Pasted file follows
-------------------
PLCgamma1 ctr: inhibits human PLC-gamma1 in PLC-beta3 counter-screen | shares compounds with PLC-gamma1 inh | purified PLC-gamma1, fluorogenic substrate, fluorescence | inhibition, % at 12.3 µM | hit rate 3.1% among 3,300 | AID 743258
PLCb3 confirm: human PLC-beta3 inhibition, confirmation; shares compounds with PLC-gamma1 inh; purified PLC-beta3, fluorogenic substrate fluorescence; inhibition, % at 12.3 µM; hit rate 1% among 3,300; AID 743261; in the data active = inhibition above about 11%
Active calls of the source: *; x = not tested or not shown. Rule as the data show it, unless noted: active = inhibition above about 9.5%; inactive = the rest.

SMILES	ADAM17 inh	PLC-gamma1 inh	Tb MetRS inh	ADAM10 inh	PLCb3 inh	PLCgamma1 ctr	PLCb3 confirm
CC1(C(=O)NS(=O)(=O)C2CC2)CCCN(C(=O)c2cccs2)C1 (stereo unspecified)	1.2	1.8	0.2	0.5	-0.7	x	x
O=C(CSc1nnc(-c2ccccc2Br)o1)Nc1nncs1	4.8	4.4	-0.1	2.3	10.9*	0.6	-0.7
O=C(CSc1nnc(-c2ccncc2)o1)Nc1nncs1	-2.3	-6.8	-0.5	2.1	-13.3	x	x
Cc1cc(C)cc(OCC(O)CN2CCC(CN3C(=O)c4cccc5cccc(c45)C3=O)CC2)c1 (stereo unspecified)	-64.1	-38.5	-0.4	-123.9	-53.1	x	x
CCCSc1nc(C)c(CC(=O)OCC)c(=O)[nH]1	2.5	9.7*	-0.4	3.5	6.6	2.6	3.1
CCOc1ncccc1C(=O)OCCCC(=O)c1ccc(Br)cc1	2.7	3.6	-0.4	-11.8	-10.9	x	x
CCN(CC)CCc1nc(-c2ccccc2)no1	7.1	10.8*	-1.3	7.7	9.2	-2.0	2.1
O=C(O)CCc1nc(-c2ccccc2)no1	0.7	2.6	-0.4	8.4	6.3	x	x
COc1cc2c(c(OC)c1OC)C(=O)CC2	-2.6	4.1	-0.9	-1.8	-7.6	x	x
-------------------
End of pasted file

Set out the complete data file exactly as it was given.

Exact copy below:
PLCgamma1 ctr: inhibits human PLC-gamma1 in PLC-beta3 counter-screen | shares compounds with PLC-gamma1 inh | purified PLC-gamma1, fluorogenic substrate, fluorescence | inhibition, % at 12.3 µM | hit rate 3.1% among 3,300 | AID 743258
PLCb3 confirm: human PLC-beta3 inhibition, confirmation; shares compounds with PLC-gamma1 inh; purified PLC-beta3, fluorogenic substrate fluorescence; inhibition, % at 12.3 µM; hit rate 1% among 3,300; AID 743261; in the data active = inhibition above about 11%
Active calls of the source: *; x = not tested or not shown. Rule as the data show it, unless noted: active = inhibition above about 9.5%; inactive = the rest.

SMILES	ADAM17 inh	PLC-gamma1 inh	Tb MetRS inh	ADAM10 inh	PLCb3 inh	PLCgamma1 ctr	PLCb3 confirm
CC1(C(=O)NS(=O)(=O)C2CC2)CCCN(C(=O)c2cccs2)C1 (stereo unspecified)	1.2	1.8	0.2	0.5	-0.7	x	x
O=C(CSc1nnc(-c2ccccc2Br)o1)Nc1nncs1	4.8	4.4	-0.1	2.3	10.9*	0.6	-0.7
O=C(CSc1nnc(-c2ccncc2)o1)Nc1nncs1	-2.3	-6.8	-0.5	2.1	-13.3	x	x
Cc1cc(C)cc(OCC(O)CN2CCC(CN3C(=O)c4cccc5cccc(c45)C3=O)CC2)c1 (stereo unspecified)	-64.1	-38.5	-0.4	-123.9	-53.1	x	x
CCCSc1nc(C)c(CC(=O)OCC)c(=O)[nH]1	2.5	9.7*	-0.4	3.5	6.6	2.6	3.1
CCOc1ncccc1C(=O)OCCCC(=O)c1ccc(Br)cc1	2.7	3.6	-0.4	-11.8	-10.9	x	x
CCN(CC)CCc1nc(-c2ccccc2)no1	7.1	10.8*	-1.3	7.7	9.2	-2.0	2.1
O=C(O)CCc1nc(-c2ccccc2)no1	0.7	2.6	-0.4	8.4	6.3	x	x
COc1cc2c(c(OC)c1OC)C(=O)CC2	-2.6	4.1	-0.9	-1.8	-7.6	x	x